#BeyondCovid – Overcoming loneliness and isolation

Our Helpline & Information Officer, Stuart Macgee, provides five steps to combat the feelings of loneliness and isolation.

COVID-19 has presented us with a number of challenges since the first lockdown way back in March 2020. Perhaps one of the biggest has been coping with the feeling of loneliness.

With no visitors, no physical contact, no activities during the lockdown periods, COVID-19 has had a detrimental impact on people’s wellbeing who are now experiencing increased feelings of isolation and loneliness.

People living with epilepsy are no stranger to loneliness and isolation.

Epilepsy is much more than just seizures. It means having to live with the uncertainty of seizures, possible side effects of medication and risk of injury.

All this can have a big impact on a person’s mental health leaving many people with a loss of confidence, feeling low or a sense of loneliness.

The COVID-19 pandemic and lockdown restrictions have for many people only heightened those feelings.

With society beginning to open up and the vaccination programme gathering pace, there is finally light at the end of the tunnel.  We will soon be able to see friends and family again.

In the meantime, and as restrictions lift and allow us a bit more freedom, we are here for you. You are not alone.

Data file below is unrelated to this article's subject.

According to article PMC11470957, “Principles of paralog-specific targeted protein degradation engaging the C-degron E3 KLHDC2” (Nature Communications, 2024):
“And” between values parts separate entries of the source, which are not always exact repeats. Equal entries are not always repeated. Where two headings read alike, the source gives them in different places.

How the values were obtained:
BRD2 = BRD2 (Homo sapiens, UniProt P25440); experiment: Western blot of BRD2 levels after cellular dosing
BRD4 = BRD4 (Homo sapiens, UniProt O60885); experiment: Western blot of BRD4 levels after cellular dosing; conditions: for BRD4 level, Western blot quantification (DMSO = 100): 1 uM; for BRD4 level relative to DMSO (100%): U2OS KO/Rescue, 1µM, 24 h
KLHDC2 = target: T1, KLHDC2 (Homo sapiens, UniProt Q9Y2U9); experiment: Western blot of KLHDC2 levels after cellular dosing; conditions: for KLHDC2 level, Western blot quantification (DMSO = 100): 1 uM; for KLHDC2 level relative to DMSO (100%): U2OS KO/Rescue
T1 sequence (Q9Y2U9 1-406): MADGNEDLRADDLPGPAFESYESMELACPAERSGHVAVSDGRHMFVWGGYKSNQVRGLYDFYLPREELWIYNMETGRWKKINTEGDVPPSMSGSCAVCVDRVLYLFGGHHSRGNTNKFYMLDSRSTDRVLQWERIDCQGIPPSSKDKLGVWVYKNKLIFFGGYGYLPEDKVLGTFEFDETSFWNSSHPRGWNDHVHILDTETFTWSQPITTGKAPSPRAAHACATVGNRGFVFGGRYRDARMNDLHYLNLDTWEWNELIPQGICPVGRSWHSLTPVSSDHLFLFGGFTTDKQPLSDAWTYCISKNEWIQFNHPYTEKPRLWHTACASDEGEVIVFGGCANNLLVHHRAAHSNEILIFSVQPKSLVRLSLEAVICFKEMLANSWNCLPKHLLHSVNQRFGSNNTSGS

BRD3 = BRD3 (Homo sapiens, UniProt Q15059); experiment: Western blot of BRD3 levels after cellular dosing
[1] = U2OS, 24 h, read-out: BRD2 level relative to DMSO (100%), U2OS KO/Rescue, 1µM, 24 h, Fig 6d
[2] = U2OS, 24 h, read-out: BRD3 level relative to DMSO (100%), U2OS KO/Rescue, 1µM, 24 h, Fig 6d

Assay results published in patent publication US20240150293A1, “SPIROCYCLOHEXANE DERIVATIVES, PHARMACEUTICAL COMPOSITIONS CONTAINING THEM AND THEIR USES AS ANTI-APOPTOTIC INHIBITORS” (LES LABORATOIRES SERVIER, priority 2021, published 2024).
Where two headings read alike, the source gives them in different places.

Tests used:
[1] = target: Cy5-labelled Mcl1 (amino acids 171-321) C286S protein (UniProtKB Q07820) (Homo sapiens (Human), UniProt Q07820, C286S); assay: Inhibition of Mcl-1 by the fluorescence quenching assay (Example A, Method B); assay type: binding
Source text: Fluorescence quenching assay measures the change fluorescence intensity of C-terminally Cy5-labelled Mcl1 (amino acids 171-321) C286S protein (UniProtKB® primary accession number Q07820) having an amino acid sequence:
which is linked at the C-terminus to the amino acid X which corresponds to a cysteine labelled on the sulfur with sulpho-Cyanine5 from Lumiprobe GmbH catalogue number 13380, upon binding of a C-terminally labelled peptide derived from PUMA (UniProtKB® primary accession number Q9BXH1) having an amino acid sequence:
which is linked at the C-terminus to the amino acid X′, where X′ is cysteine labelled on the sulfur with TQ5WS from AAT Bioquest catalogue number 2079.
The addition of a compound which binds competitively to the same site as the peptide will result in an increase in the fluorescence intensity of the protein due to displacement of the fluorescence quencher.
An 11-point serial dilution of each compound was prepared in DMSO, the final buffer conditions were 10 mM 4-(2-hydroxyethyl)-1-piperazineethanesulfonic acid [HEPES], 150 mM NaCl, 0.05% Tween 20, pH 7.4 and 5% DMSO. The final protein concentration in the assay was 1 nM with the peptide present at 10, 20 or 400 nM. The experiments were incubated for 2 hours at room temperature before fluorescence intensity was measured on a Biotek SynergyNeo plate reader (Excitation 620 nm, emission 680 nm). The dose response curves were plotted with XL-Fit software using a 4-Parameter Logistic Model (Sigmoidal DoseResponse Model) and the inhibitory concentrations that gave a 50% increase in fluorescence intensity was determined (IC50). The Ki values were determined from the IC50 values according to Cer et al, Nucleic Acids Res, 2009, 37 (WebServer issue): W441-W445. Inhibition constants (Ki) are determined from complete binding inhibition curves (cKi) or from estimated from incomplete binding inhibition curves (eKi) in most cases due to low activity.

If you are feeling isolated or feeling a sense of loneliness, check out our five steps to combat loneliness:


1. Call our helpline

Our freephone helpline, is open weekdays from 10am – 4.30pm. During these challenging times, we are here for you to listen and answer questions about epilepsy.

Call our freephone helpline on 0808 800 2200, email contact@epilepsyscotland.org.uk, or leave us a private message on FacebookTwitter or Instagram.


2. Sign up to our check-in service

We will regularly phone and check in on you to see how you are and how you are coping. It’s free, just contact our helpline to sign up.


3. Join our private Facebook Support Group

It helps to connect with others who are going through similar experiences. Just chatting to others makes you feel you are not alone and can help you on your journey with epilepsy.

Our group is a safe and non-judgemental meeting space for anyone affected by epilepsy in Scotland and beyond.

It is a chance to let off steam, share experiences, share information and seek out emotional support from others.

You can join our Facebook Support Group by clicking here.


4. Join our virtual coffee mornings

Once a month, we get together on Zoom to offer anyone affected by epilepsy an opportunity to meet like-minded people, connect, and talk about epilepsy in a safe and relaxed space.

Why not come along to our next virtual coffee morning? Grab yourself a coffee and join us. Dates of our coffee mornings are advertised on social media or call our helpline.


5. Get creative

Lockdown has shifted so many events online. This has given us access to events and opportunities to be part of exciting new ventures, which we would not have had before.

Take part in a workshop, join an online book club, sign up to yoga classes, the possibilities are endless.

To get more information like this, and how to look after your emotional wellbeing and mental health, check out our Emotional Wellbeing booklet.

You can download the booklet here or contact us on our helpline 0808 800 2200 or contact@epilepsyscotland.org.uk if you want a copy posted to you.